The EU Veterinary Agreement with Switzerland guarantees that imports of live animals and animal products from the EU are subject to the same import criteria as those imposed by Switzerland on imports from third countries. The Agreement will allow Switzerland and each individual EU Member State to work together bilaterally to ensure equivalence in import rules and to facilitate commerce. The appropriate Swiss authority will be in charge of ensuring that these equivalency standards are met. The Agreement abolishes the need for an SPS border and controls altogether, whilst ensuring that the food we trade is safe to eat!

Let's go for that!

Alternatively, the European Union and New Zealand have signed a Veterinary Agreement, which facilitates the trade of live animals and animal products including meat and dairy. Some commodities are now subject to border checks due to health and safety concerns. The Veterinary Agreement will make it easier for New Zealand businesses to export to the European Union.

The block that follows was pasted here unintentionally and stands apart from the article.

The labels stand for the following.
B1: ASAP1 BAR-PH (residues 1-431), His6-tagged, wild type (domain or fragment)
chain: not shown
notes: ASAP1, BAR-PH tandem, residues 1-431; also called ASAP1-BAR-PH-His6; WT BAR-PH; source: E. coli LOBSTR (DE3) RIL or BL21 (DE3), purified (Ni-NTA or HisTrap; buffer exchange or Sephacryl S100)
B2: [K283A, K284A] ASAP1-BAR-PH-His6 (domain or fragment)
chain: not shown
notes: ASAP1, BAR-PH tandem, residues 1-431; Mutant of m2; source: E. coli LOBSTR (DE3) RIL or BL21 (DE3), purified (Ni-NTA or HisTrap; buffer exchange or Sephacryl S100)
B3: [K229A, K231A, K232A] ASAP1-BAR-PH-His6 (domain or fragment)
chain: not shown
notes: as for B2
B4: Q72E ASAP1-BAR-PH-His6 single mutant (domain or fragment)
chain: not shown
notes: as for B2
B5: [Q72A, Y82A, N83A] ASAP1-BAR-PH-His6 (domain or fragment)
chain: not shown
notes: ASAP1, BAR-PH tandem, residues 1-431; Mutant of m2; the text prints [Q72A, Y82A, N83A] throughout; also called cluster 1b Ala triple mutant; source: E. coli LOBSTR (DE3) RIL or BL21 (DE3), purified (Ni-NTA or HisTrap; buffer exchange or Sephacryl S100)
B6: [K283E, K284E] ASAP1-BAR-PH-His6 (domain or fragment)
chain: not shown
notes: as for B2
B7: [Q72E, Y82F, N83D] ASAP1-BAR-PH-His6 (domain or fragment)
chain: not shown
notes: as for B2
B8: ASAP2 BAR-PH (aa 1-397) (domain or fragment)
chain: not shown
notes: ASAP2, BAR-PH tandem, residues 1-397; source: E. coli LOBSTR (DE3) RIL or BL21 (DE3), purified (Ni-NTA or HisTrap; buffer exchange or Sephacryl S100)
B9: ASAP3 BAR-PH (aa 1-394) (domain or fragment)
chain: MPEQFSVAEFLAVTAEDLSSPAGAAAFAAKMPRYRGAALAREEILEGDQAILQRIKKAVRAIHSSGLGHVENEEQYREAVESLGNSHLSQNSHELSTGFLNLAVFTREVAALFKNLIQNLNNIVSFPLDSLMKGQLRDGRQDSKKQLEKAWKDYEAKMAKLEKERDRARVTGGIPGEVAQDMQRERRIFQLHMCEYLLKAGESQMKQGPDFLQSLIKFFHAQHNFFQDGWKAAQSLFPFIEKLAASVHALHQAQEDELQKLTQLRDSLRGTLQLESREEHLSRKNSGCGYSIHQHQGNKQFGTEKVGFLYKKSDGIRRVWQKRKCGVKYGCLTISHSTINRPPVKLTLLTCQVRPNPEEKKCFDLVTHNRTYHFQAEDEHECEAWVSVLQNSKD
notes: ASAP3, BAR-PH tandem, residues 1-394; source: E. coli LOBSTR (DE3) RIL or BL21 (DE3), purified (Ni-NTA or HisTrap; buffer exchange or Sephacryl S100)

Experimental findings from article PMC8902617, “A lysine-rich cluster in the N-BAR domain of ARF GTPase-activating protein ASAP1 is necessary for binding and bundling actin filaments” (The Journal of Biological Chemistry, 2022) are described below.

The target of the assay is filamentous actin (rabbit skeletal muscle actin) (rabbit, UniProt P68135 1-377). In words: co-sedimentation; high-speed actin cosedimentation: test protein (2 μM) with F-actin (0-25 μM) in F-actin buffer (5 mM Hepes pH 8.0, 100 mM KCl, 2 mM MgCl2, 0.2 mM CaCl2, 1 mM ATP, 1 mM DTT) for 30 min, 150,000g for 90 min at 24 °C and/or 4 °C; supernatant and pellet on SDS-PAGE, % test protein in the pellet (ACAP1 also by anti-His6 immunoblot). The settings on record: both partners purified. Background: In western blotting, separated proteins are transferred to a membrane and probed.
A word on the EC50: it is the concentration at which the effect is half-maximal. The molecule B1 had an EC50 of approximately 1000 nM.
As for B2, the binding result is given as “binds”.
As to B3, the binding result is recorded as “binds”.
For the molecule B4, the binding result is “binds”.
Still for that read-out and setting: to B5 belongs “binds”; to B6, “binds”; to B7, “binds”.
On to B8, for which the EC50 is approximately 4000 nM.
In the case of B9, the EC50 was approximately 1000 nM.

So, what's the takeaway?

It's straightforward. Without an SPS border, the food we acquire from the EU today is safe to eat. It is safe to consume because the EU has some of the world's strictest food safety rules. Why do we need to double-check it? If we have been eating food from the EU for the past 40 years and it has been OK, how come it will no longer be fine on July 1, 2022? It would be tough to explain this to a British customer. This is made considerably more difficult to explain to a British EU food importer.

Administrative costs and the possibility of error are exceedingly high, and not everyone is prepared. Why do we have to put our companies through this?

I'm reminded of the old adage, "If it ain't broke, don't repair it."-

But, hey, that's what I believed in 2016, and I saw how well that turned out.